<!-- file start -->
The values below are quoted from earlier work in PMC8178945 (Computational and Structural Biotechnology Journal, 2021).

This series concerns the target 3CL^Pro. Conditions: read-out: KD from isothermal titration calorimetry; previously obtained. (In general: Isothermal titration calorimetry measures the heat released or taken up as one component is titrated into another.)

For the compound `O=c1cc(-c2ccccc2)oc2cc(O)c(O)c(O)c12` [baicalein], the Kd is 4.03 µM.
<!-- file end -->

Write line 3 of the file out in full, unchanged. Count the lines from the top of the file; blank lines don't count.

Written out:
For the compound `O=c1cc(-c2ccccc2)oc2cc(O)c(O)c(O)c12` [baicalein], the Kd is 4.03 µM.